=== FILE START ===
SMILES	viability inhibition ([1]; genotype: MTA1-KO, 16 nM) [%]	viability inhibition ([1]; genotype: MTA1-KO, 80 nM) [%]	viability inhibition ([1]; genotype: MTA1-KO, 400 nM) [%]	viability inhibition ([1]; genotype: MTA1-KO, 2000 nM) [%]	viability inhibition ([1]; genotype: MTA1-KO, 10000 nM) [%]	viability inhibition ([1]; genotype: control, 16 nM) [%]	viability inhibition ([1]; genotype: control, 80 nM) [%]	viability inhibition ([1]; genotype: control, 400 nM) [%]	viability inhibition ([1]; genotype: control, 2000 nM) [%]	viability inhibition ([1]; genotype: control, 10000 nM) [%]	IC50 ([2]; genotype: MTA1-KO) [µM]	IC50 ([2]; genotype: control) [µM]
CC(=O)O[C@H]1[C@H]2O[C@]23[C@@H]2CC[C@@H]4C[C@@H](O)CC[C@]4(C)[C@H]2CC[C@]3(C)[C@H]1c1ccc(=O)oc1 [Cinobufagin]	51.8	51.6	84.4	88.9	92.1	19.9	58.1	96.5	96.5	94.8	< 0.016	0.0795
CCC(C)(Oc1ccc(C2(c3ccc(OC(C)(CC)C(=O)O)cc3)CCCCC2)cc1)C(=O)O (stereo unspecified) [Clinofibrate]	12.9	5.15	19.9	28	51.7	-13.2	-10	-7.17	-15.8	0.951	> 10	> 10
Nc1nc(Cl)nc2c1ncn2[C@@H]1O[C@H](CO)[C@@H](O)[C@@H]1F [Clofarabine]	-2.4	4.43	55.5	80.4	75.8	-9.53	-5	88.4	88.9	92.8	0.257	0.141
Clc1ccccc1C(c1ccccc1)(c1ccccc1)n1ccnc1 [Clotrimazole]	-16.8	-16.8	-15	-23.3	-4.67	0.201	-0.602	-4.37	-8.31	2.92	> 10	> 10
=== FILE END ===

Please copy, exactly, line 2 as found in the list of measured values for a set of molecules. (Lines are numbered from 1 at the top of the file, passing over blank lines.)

CC(=O)O[C@H]1[C@H]2O[C@]23[C@@H]2CC[C@@H]4C[C@@H](O)CC[C@]4(C)[C@H]2CC[C@]3(C)[C@H]1c1ccc(=O)oc1 [Cinobufagin]	51.8	51.6	84.4	88.9	92.1	19.9	58.1	96.5	96.5	94.8	< 0.016	0.0795